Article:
The $200,000 income test, he added, “has not been updated since 1982, whereas the net worth test was revised by the Dodd-Frank Act to disallow the counting of home equity raising the bar even higher to qualify as an ‘accredited investor.’”
As to assessing civil monetary penalties on corporations in enforcement actions, Piwowar noted that he has “voted both for and against corporate penalties,” and said he is “fully prepared to support imposition of civil monetary penalties” on regulated entities, such as broker-dealers or investment advisors. “These entities clearly disclose in their corporate filings the degree to which they are regulated and the risk that they may be hit with a penalty if they violate the securities laws. So shareholders are on fair notice—and the market has presumably priced in—that they are investing in a type of entity subject to particular enforcement risks.”
Similarly, he said: “I am generally comfortable with assessing civil monetary penalties in Foreign Corrupt Practices Act cases.”
Despite the commission being “constrained in our ability to discuss the work of the commission without creating a quorum and becoming subject to the Government in the Sunshine Act,” Piwowar noted that the agency will consider the following disclosure recommendations March 1:
• Industry Guide 3: The last substantive revisions to Industry Guide 3 (Statistical Disclosure by Bank Holding Companies) were undertaken over 30 years ago. The commission will consider publishing a request for comment to seek public input about disclosures provided by registrants in the financial services industry.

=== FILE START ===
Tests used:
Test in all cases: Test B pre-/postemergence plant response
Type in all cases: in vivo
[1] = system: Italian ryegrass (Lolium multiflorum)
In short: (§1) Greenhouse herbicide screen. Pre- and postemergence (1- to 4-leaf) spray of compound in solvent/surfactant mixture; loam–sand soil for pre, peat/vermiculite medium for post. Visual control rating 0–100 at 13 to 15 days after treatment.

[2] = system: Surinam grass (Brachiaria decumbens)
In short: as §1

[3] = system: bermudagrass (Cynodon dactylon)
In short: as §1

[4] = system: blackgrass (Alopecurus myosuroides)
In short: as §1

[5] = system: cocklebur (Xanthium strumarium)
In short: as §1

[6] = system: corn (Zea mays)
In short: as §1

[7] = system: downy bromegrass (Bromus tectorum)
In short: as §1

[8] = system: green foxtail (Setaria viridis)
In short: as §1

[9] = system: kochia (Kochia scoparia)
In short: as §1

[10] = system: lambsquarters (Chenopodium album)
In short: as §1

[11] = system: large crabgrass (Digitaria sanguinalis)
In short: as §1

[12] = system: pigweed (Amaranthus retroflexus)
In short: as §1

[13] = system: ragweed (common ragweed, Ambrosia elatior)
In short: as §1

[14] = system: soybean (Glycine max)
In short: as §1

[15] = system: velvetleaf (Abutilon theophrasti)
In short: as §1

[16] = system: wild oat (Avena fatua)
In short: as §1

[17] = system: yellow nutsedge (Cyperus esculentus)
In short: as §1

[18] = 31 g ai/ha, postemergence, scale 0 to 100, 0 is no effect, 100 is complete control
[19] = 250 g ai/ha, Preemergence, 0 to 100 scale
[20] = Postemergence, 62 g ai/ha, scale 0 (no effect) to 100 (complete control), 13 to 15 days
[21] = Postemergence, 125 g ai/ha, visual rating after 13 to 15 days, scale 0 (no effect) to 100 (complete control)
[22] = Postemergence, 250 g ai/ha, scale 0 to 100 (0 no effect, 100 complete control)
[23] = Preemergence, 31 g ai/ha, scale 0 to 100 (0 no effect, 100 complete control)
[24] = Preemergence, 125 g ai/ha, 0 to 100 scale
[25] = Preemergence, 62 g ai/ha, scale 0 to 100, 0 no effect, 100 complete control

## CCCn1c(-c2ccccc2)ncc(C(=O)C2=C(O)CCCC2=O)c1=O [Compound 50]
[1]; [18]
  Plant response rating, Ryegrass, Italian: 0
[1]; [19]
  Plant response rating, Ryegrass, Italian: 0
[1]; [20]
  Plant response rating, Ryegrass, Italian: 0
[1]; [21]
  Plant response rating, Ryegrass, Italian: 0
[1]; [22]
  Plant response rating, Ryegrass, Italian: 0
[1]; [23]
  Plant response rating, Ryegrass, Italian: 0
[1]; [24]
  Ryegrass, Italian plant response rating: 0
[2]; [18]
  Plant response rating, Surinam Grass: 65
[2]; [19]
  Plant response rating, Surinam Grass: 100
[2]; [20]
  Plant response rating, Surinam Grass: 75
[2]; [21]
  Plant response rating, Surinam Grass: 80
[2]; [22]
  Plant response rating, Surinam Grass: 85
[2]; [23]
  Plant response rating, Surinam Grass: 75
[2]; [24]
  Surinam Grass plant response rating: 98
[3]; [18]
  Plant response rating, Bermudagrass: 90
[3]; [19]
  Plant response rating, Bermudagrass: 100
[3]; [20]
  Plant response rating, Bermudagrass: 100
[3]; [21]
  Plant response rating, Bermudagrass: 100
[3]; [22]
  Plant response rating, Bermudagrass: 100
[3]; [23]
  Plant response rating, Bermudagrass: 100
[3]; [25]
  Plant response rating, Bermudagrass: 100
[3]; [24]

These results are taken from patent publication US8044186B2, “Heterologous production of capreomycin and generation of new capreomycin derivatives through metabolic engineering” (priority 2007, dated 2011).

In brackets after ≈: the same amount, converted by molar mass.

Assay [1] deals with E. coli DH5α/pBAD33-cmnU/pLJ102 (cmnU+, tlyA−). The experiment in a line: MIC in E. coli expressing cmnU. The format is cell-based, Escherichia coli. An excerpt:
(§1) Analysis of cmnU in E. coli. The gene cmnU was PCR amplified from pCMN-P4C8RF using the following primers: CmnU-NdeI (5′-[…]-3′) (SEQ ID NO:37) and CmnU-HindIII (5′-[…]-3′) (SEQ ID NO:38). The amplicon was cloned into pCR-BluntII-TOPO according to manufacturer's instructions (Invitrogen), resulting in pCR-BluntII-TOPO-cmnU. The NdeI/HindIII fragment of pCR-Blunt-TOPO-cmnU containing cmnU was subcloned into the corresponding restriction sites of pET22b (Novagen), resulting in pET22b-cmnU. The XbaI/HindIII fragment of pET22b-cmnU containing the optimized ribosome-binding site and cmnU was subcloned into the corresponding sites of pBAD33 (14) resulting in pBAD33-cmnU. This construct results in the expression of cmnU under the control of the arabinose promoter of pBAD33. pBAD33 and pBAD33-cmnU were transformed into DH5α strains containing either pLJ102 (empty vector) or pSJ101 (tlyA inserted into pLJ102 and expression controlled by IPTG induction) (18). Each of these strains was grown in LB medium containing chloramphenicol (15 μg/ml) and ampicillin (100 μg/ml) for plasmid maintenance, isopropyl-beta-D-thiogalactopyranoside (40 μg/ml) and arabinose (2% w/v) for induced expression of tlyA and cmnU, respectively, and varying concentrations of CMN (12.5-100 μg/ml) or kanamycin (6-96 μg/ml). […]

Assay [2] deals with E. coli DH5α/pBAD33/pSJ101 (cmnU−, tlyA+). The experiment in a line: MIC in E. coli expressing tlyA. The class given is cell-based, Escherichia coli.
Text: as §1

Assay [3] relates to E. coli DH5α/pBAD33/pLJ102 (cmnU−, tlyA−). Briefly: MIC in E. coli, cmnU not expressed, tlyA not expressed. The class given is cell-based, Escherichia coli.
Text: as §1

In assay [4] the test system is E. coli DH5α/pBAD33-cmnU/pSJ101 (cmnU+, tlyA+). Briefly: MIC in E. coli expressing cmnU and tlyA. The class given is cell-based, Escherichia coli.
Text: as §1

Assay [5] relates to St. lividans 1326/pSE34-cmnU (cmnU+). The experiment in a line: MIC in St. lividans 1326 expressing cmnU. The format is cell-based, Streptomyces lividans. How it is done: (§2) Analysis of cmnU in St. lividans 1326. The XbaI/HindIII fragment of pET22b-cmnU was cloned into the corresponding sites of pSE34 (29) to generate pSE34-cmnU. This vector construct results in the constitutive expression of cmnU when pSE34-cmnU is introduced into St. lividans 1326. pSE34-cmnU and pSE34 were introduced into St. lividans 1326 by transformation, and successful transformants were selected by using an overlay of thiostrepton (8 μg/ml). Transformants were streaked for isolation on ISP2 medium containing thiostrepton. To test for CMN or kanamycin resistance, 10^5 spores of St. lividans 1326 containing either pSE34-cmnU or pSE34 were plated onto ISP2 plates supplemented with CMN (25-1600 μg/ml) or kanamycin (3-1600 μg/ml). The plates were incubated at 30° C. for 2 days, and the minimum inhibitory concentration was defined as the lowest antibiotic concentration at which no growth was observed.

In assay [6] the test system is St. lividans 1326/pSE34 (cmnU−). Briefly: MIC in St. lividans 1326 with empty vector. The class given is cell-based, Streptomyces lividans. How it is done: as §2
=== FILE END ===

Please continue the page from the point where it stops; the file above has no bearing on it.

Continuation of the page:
• Exhibit Hyperlinks and HTML Format: The commission will consider introducing a requirement to include a hyperlink to each exhibit listed in the exhibit indexes of filings under Item 601 of Regulation S-K (or on Forms F-10 or 20-F). The commission will also consider whether to require registrants to submit such registration statements and reports to Edgar in HTML format.
• Inline XBRL Filing of Tagged Data: The commission will consider whether to propose amendments to require the use of “Inline XBRL” format for the submission of operating company financial statement information and mutual fund risk/return summaries.
Further, the commission will consider whether to eliminate the requirement for filers to post interactive data files on their website and whether to terminate the commission’s voluntary program for the submission of financial statement information interactive data.
• Exchange Act Rule 15c2-12: The commission will consider whether to propose amendments to Rule 15c2-12 to amend the list of event notices that a broker, dealer, or municipal securities dealer acting as an underwriter in a primary offering of municipal securities must reasonably determine that an issuer or obligated person has undertaken, in a written agreement or contract for the benefit of holders of the municipal securities, to provide to the Municipal Securities Rulemaking Board. The proposed amendments would add two event notices relating to certain financial obligations incurred by issuers and obligated persons.